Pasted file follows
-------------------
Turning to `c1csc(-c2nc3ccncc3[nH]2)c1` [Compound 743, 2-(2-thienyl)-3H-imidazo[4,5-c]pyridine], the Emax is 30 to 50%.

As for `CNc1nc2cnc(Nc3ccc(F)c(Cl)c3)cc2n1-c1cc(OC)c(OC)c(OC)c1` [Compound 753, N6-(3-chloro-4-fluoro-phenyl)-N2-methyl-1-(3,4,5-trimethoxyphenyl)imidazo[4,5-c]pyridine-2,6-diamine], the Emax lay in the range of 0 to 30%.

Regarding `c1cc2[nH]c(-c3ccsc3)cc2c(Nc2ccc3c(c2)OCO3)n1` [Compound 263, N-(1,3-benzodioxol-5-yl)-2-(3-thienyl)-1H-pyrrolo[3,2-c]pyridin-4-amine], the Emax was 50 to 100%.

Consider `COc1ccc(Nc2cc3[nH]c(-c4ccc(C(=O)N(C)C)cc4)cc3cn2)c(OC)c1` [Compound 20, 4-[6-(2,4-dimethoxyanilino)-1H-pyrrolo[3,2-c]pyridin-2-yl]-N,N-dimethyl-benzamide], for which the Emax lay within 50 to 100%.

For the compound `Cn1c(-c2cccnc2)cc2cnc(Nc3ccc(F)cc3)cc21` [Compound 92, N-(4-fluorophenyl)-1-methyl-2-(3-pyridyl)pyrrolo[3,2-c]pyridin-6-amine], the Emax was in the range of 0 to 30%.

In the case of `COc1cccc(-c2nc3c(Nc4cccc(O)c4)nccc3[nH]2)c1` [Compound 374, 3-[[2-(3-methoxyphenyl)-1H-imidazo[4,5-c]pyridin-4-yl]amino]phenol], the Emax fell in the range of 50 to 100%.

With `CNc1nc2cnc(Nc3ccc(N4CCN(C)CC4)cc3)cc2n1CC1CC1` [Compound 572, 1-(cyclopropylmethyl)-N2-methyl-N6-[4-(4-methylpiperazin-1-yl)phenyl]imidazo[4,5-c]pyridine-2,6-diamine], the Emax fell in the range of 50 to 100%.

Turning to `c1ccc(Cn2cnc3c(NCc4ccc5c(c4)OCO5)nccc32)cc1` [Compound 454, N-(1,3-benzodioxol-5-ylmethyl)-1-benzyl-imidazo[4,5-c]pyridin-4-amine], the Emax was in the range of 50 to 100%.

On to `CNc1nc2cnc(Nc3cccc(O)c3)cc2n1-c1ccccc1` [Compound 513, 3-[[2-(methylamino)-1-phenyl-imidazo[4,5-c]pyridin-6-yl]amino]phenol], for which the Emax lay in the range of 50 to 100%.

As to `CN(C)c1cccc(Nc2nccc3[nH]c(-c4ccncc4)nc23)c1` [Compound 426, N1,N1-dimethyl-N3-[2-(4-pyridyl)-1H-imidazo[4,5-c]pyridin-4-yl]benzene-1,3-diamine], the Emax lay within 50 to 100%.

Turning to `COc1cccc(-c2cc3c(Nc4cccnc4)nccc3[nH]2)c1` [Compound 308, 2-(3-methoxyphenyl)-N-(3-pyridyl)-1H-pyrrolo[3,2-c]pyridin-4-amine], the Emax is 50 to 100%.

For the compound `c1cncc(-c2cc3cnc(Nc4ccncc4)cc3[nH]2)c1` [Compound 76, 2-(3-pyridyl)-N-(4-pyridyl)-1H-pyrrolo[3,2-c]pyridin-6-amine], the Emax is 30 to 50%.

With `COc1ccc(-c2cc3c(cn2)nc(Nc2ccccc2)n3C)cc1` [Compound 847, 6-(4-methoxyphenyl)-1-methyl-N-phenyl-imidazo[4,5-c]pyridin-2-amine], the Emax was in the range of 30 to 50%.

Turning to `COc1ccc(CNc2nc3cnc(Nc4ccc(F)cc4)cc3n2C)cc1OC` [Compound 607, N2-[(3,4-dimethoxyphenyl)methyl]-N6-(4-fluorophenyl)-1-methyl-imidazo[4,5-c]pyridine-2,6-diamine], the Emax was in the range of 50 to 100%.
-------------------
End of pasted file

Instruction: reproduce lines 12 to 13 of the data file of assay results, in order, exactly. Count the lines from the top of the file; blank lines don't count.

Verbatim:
For the compound `c1cncc(-c2cc3cnc(Nc4ccncc4)cc3[nH]2)c1` [Compound 76, 2-(3-pyridyl)-N-(4-pyridyl)-1H-pyrrolo[3,2-c]pyridin-6-amine], the Emax is 30 to 50%.

With `COc1ccc(-c2cc3c(cn2)nc(Nc2ccccc2)n3C)cc1` [Compound 847, 6-(4-methoxyphenyl)-1-methyl-N-phenyl-imidazo[4,5-c]pyridin-2-amine], the Emax was in the range of 30 to 50%.